Atorvastatin significantly increased levels of alanine aminotransferase (ALT) [ Most increases in ALT levels are caused by liver damage -WebMD.COM ] and creatine phosphokinase (CPK) [ levels in the blood may rise when those other tissues are damaged -WebMD.COM], while policosanol did not significantly change any safety indicator.
CONCLUSION: Policosanol (10 mg/day) for 8 weeks was less effective than similar doses of atorvastatin in reducing LDL-C and TC in patients with dyslipidaemia due to type 2 diabetes, but more effective in increasing HDL-C. Both drugs similarly reduced the TC/HDL-C ratio and triglycerides. It showed additional advantages regarding inhibition of platelet aggregation.
Effects of policosanol in older patients with type II hypercholesterolemia and high coronary risk.
BACKGROUND: The present study was undertaken to investigate the effects of policosanol in older patients with type II hypercholesterolemia and more than one concomitant atherosclerotic risk factor.
METHODS: After 6 weeks on a lipid-lowering diet, 179 patients randomly received a placebo or policosanol at doses of 5 followed by 10 mg per day for successive 12-week periods of each dose. It (5 and 10 mg/d) significantly reduced low-density lipoprotein cholesterol (LDL-C; 16.9% and 24.4%, respectively) and total cholesterol (TC; 12.8% and 16.2%, respectively), while significantly increasing high-density lipoprotein cholesterol (HDL-C) by 14.6% and 29.1%, respectively.
RESULTS: It significantly decreased the ratios of LDL-C to HDL-C (29.1%) and TC to HDL-C (28%) at study completion, although triglycerides remained unchanged. Policosanol , but not the placebo, significantly improved (p .01) cardiovascular capacity, which was assessed using the Specific Activity Scale. No serious adverse experiences occurred in policosanol patients (p < .01), compared with seven adverse experiences (7.9%) reported by placebo patients.
CONCLUSIONS: This study shows that policosanol is effective, safe, and well tolerated in older hypercholesterolemic patients.
Efficacy and tolerability of policosanol in hypercholesterolemic postmenopausal women.
This randomized, double-blind, multicenter placebo-controlled study was conducted to investigate the efficacy and tolerability of policosanol , a cholesterol-lowering drug purified from sugar cane wax, in women who had experienced menopause and showed elevated serum total cholesterol and low density lipoprotein (LDL)-cholesterol levels despite a 6-week standard lipid-lowering diet. Thus, 56 eligible patients were randomized to receive placebo or policosanol 5 mg/day for 8 weeks and the dose was doubled to 10 mg/day during the next 8 weeks.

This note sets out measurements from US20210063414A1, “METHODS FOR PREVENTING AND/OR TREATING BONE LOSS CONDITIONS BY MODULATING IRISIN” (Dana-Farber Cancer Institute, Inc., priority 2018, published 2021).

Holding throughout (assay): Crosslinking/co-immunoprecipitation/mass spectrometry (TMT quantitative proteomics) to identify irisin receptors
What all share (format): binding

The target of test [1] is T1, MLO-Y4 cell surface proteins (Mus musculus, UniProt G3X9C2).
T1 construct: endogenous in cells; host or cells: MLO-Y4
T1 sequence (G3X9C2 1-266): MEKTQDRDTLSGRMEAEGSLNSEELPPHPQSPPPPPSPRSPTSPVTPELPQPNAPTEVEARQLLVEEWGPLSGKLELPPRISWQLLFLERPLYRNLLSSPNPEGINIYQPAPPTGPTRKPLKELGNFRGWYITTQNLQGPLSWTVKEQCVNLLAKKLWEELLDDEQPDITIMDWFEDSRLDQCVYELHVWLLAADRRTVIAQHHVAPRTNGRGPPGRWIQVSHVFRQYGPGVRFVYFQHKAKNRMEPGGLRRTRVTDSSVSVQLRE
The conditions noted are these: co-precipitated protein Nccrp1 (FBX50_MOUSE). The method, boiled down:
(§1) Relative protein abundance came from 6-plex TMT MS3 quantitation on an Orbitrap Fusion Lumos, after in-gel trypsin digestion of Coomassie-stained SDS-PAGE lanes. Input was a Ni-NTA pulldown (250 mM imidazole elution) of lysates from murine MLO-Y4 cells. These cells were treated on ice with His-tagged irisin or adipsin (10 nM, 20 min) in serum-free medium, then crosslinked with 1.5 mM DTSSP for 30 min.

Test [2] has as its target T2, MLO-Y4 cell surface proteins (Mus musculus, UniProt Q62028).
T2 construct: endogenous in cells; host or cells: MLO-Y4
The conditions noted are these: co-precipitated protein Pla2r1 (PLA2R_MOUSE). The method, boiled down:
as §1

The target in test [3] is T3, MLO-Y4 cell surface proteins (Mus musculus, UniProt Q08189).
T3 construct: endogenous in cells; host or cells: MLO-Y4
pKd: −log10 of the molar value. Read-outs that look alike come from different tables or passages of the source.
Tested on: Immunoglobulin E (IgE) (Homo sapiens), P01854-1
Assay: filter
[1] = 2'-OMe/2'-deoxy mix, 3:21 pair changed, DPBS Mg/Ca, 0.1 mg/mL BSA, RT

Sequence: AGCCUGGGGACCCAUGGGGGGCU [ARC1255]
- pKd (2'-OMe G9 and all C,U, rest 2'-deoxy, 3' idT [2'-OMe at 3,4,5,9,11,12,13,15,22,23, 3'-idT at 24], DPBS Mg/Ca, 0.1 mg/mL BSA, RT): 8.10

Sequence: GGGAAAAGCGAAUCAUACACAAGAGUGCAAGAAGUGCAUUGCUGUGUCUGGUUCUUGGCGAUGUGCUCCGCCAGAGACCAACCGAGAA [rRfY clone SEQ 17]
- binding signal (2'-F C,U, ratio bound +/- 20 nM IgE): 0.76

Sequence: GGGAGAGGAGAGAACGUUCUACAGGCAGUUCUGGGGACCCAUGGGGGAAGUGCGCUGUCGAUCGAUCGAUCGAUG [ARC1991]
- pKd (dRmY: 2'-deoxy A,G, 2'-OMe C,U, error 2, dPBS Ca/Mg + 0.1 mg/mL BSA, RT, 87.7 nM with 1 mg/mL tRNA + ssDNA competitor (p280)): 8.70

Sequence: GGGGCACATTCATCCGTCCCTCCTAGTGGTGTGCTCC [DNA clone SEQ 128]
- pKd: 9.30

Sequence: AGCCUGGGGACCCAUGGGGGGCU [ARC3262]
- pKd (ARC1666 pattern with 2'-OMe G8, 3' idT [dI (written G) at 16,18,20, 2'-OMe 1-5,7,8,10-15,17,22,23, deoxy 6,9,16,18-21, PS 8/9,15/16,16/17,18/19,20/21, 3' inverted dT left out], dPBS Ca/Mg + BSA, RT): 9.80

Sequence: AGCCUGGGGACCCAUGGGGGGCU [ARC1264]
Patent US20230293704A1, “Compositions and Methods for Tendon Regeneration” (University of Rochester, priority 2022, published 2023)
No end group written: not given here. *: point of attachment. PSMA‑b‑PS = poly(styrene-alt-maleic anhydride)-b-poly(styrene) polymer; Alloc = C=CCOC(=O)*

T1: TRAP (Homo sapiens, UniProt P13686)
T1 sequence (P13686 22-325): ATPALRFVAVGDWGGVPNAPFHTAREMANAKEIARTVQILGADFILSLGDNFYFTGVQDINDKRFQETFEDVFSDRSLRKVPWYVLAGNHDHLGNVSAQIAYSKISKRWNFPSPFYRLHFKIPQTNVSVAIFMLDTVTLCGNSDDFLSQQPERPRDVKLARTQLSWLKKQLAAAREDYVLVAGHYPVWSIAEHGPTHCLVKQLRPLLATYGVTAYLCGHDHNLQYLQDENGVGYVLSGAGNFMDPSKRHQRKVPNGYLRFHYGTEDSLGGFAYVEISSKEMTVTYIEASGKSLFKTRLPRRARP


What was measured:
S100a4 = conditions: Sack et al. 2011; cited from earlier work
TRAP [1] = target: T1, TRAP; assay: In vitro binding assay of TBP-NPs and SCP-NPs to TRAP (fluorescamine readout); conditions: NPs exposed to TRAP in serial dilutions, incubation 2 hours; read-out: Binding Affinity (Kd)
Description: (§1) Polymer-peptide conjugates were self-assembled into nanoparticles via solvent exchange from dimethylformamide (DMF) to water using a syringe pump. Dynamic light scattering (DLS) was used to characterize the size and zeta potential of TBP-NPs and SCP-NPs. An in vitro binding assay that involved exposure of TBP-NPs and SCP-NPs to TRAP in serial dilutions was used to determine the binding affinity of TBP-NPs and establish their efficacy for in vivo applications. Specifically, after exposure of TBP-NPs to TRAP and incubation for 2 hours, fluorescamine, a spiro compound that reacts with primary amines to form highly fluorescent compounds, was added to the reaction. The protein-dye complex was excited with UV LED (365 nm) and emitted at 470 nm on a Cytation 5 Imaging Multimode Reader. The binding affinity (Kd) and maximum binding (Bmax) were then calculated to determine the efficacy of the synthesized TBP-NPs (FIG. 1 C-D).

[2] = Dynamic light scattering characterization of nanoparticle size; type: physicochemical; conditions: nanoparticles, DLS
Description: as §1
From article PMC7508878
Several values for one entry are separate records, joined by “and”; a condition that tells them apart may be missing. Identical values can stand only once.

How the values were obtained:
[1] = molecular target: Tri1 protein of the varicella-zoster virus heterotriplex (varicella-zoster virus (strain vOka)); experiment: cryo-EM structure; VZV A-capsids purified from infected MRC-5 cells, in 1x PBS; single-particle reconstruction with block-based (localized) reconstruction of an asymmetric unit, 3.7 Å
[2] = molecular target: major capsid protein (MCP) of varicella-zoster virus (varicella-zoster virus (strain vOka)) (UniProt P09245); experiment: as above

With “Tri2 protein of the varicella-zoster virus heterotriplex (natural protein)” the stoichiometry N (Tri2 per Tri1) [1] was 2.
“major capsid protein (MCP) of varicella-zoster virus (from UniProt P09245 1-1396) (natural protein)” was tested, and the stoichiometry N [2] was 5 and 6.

Policosanol (5 and 10 mg/day) significantly decreased LDL-cholesterol (17.3% and 26.7%, respectively), total cholesterol (12.9% and 19.5%) as well as the ratios of LDL-cholesterol to high-density lipoprotein (HDL)-cholesterol (17.2% and 26.5%) and total cholesterol to HDL-cholesterol (16.3% and 21.0%) compared with baseline and placebo. HDL-cholesterol levels were significantly raised by 7.4% at study completion. No significant changes occurred in the lipid profile of the placebo group.
A long-term study of policosanol in the treatment of intermittent claudication.
It is a cholesterol-lowering drug with concomitant antiplatelet effects. This study was undertaken to investigate the long-term effects of policosanol administered to patients with moderately severe intermittent claudication (a condition in which cramping pain in the leg is induced by exercise, typically caused by obstruction of the arteries.).
The study consisted of a 6-week single-blind, placebo-controlled run in phase, followed by a 2-year double-blind, randomized treatment step. Fifty-six patients who met study entry criteria were randomized to receive placebo or policosanol 10 mg twice daily. Walking distances on a treadmill (constant speed 3.2 km/h, slope 10 degrees, temperature 25 degrees C) were assessed before and after 6, 12, 18, and 24 months of treatment. Both groups were similar at randomization.
After 6 months of therapy, policosanol significantly increased (p < 0.01) the initial claudication distance from 125.9 +/- 8.7 m to 201.1 +/- 24.8 m and the absolute claudication distance from 219.5 +/- 14.1 m to 380.7 +/- 50.2 m. Both variables remained unchanged in the placebo group. These effects did not wear off but improved after long-term therapy, so that final values were 333.5 +/- 28.6 m (initial claudication distance) and 648.9 +/- 54.1 m (absolute claudication distance); both significantly greater than those obtained in the placebo group, which showed values of 137.9 +/- 21.8 m (initial claudication distance) and 237.7 +/- 28.1 m (absolute claudication distance), respectively. At study completion, 21 policosanol and 5 placebo patients attained increases in claudication distance values > 50%. Policosanol , but not placebo, significantly increased the ankle/arm pressure index. In addition, from month 6 up to study completion, the frequency of patients reporting improvement of lower limb symptoms was greater in the policosanol group than in the placebo group. The treatment was tolerated well. The present results demonstrate the long-term usefulness of policosanol therapy to treat patients with intermittent claudication.